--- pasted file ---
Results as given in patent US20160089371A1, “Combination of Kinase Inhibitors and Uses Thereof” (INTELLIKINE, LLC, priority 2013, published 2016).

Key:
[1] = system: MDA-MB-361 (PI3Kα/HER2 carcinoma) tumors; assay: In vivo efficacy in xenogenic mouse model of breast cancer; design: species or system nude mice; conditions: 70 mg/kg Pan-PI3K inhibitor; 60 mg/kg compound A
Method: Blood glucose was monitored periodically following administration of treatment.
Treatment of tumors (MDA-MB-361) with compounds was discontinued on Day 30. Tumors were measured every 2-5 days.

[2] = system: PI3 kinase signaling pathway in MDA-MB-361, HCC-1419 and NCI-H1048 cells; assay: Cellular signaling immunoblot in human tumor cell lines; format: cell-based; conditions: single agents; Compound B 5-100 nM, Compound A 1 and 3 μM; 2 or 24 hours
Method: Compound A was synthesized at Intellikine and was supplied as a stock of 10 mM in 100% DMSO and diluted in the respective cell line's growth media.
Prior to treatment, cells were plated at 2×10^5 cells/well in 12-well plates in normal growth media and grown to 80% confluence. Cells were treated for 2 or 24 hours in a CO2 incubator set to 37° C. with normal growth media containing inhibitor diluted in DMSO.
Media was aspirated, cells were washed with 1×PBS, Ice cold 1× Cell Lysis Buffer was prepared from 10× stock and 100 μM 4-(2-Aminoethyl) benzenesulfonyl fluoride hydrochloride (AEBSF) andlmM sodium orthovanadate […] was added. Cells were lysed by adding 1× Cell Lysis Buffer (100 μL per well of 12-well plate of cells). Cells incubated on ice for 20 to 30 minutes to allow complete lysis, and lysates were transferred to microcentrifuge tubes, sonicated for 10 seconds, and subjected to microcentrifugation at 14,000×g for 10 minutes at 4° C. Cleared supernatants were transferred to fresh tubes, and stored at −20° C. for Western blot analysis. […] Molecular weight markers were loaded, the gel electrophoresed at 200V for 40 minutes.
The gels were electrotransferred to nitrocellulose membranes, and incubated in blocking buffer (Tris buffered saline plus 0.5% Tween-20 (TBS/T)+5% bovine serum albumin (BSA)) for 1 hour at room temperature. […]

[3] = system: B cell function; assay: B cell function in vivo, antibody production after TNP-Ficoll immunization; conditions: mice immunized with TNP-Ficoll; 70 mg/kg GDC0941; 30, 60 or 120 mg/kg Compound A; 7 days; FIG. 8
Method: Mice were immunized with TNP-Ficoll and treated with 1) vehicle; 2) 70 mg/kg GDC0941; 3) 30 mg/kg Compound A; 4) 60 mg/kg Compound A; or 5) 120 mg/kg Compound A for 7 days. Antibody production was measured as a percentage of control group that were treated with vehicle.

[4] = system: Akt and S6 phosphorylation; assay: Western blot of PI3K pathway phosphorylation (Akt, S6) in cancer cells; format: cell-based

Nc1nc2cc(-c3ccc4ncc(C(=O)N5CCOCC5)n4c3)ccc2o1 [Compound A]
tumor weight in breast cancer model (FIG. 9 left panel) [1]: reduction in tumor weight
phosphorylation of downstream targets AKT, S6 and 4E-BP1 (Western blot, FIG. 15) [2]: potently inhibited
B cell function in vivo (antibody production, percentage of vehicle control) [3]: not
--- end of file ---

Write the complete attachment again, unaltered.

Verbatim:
Results as given in patent US20160089371A1, “Combination of Kinase Inhibitors and Uses Thereof” (INTELLIKINE, LLC, priority 2013, published 2016).

Key:
[1] = system: MDA-MB-361 (PI3Kα/HER2 carcinoma) tumors; assay: In vivo efficacy in xenogenic mouse model of breast cancer; design: species or system nude mice; conditions: 70 mg/kg Pan-PI3K inhibitor; 60 mg/kg compound A
Method: Blood glucose was monitored periodically following administration of treatment.
Treatment of tumors (MDA-MB-361) with compounds was discontinued on Day 30. Tumors were measured every 2-5 days.

[2] = system: PI3 kinase signaling pathway in MDA-MB-361, HCC-1419 and NCI-H1048 cells; assay: Cellular signaling immunoblot in human tumor cell lines; format: cell-based; conditions: single agents; Compound B 5-100 nM, Compound A 1 and 3 μM; 2 or 24 hours
Method: Compound A was synthesized at Intellikine and was supplied as a stock of 10 mM in 100% DMSO and diluted in the respective cell line's growth media.
Prior to treatment, cells were plated at 2×10^5 cells/well in 12-well plates in normal growth media and grown to 80% confluence. Cells were treated for 2 or 24 hours in a CO2 incubator set to 37° C. with normal growth media containing inhibitor diluted in DMSO.
Media was aspirated, cells were washed with 1×PBS, Ice cold 1× Cell Lysis Buffer was prepared from 10× stock and 100 μM 4-(2-Aminoethyl) benzenesulfonyl fluoride hydrochloride (AEBSF) andlmM sodium orthovanadate […] was added. Cells were lysed by adding 1× Cell Lysis Buffer (100 μL per well of 12-well plate of cells). Cells incubated on ice for 20 to 30 minutes to allow complete lysis, and lysates were transferred to microcentrifuge tubes, sonicated for 10 seconds, and subjected to microcentrifugation at 14,000×g for 10 minutes at 4° C. Cleared supernatants were transferred to fresh tubes, and stored at −20° C. for Western blot analysis. […] Molecular weight markers were loaded, the gel electrophoresed at 200V for 40 minutes.
The gels were electrotransferred to nitrocellulose membranes, and incubated in blocking buffer (Tris buffered saline plus 0.5% Tween-20 (TBS/T)+5% bovine serum albumin (BSA)) for 1 hour at room temperature. […]

[3] = system: B cell function; assay: B cell function in vivo, antibody production after TNP-Ficoll immunization; conditions: mice immunized with TNP-Ficoll; 70 mg/kg GDC0941; 30, 60 or 120 mg/kg Compound A; 7 days; FIG. 8
Method: Mice were immunized with TNP-Ficoll and treated with 1) vehicle; 2) 70 mg/kg GDC0941; 3) 30 mg/kg Compound A; 4) 60 mg/kg Compound A; or 5) 120 mg/kg Compound A for 7 days. Antibody production was measured as a percentage of control group that were treated with vehicle.

[4] = system: Akt and S6 phosphorylation; assay: Western blot of PI3K pathway phosphorylation (Akt, S6) in cancer cells; format: cell-based

Nc1nc2cc(-c3ccc4ncc(C(=O)N5CCOCC5)n4c3)ccc2o1 [Compound A]
tumor weight in breast cancer model (FIG. 9 left panel) [1]: reduction in tumor weight
phosphorylation of downstream targets AKT, S6 and 4E-BP1 (Western blot, FIG. 15) [2]: potently inhibited
B cell function in vivo (antibody production, percentage of vehicle control) [3]: not